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Only two in five pubs in England reopen

The Trade Book 77 Apr 12

By Simon Read
Business reporter, BBC News

image copyrightGetty Images
image captionPubs in England cannot fully reopen until 21 June

The pub industry has warned the sector is on its knees, with only two in five English pubs reopening on Monday.

Pubs in England can serve outdoors, but need to fully open without restrictions as soon as possible, they said.

"No pub is expecting to profit from reopening outdoors, and many will make a loss," said Emma McClarkin, chief executive of the British Beer & Pub Association.

Some 2,500 pubs are estimated to have closed for good in 2020.

"Pubs are the heart of our communities and we've all missed them. If they are to survive the long-term it's imperative they fully recover," said Ms McClarkin.

Pubs are expecting to sell about 15 million pints in the first week of reopening - about a quarter of what they would normally sell in an April week.

"Less than half of pubs in England will be reopening and the people they can serve is going to be greatly limited by their outdoor space," said Ms McClarkin.

Simon Daws, the proprietor of the Gloucester Old Spot, near Cheltenham, told the BBC: "It's fabulous to be open today,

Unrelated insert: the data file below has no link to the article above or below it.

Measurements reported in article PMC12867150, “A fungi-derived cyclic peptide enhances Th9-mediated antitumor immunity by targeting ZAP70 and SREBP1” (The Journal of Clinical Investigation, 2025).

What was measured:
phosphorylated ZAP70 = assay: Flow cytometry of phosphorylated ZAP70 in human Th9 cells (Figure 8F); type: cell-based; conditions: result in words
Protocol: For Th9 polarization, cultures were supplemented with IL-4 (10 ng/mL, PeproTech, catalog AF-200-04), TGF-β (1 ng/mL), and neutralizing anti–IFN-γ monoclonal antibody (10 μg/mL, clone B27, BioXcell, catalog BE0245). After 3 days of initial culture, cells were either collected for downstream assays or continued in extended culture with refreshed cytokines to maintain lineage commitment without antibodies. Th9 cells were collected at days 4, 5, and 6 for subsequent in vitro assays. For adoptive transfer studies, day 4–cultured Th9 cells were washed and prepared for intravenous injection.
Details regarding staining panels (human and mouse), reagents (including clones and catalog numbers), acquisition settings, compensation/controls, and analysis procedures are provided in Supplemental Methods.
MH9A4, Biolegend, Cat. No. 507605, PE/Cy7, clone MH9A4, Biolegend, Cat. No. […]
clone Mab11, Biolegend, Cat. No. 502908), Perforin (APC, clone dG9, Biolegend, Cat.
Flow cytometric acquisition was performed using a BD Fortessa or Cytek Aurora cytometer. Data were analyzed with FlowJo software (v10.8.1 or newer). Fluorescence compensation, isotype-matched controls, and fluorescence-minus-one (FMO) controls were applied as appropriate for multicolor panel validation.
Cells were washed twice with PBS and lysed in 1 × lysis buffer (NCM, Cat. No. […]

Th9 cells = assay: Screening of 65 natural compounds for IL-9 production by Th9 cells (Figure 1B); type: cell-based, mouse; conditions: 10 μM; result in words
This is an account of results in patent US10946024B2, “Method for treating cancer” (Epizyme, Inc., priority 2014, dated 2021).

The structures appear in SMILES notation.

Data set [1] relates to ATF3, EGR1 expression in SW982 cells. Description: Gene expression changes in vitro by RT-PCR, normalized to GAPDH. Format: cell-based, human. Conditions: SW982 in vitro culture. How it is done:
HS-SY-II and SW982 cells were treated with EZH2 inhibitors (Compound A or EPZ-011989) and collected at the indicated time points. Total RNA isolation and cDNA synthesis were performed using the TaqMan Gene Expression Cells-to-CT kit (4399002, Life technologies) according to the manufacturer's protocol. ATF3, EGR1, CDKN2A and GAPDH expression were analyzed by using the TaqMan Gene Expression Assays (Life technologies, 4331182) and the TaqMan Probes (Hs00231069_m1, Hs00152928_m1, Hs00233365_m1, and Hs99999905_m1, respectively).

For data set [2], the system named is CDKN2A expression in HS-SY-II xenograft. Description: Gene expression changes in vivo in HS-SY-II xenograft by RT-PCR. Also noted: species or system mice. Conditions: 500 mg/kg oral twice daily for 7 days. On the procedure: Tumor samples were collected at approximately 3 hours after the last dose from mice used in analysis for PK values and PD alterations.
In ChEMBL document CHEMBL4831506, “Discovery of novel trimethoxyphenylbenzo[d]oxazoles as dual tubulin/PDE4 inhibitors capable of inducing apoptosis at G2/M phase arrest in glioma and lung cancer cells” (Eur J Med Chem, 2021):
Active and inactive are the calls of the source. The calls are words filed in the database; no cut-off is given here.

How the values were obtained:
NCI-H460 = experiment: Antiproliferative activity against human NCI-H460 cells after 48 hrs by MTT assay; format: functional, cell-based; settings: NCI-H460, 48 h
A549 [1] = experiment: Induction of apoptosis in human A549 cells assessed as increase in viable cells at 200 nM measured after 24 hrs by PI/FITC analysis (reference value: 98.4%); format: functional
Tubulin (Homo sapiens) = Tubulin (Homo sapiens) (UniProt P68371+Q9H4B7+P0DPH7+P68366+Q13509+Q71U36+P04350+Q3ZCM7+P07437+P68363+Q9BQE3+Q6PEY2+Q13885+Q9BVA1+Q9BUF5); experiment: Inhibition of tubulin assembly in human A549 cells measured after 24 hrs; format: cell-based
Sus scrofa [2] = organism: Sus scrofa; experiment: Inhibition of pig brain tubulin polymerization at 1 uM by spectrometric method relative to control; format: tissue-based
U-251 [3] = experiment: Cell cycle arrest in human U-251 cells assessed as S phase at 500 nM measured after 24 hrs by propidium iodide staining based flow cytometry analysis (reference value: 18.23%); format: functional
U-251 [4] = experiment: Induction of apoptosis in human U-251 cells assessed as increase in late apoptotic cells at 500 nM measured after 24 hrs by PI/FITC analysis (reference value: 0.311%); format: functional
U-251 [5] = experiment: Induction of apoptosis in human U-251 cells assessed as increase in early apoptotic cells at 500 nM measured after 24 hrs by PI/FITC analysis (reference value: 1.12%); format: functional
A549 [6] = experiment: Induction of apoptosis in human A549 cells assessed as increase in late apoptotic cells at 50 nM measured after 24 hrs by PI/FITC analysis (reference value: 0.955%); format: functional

"Our customers are as delighted to see us as we are to see them, and the atmosphere is of a new beginning and joy at the potential for a hedonistic summer, which we hope lies ahead of us."

image captionThe Old Spot used lockdown to invest more outdoor facilities.

The pub has used the last few months of lockdown to invest in its outdoor spaces. "Fire pit, lawns, patios and shelters mean we are well prepared to serve more than 200 people on 40 tables," said Mr Daws.

At the Kentish Belle pub, in Bexleyheath, south-east London, there was a "sense of celebration" in the early hours of Monday - as it opened at midnight.

Nicholas Hair, the landlord and owner, said there was "big excitement" ahead of the reopening, with lots of people still ringing to see if they could book minutes ahead of time.

"I'm hoping that this is a sort of rebirth, and that we are reopen for the foreseeable," he said.

image copyrightPrince Albert pub
image captionStaff at the Prince Albert pub in Stroud have been building the outdoor seating area ready for reopening

But Angie Uren, landlady of the Coach & Horses pub in Bradfield Green, Cheshire, said it was difficult to know whether pubgoers would return.

"It's going to be very difficult [to make money] because we don't really know what customers will want, whether they're going to come out, with it being so cold," she says.

Steve Alton, chief executive of the British Institute of Innkeeping, said: "Our research shows an encouraging trend of strong demand from consumers to get back to their local pub.

"However, this early phase of reopening for many of our pubs, will be loss-making, with 40% operating on reduced hours until they can reopen inside in May and fully reopen from 21 June."

He warned that the early stages of reopening would be significantly challenging for operators for many months to come on their long road to recovery.

"In order for our pubs to survive, they need to be free of restrictions at the earliest opportunity," he said.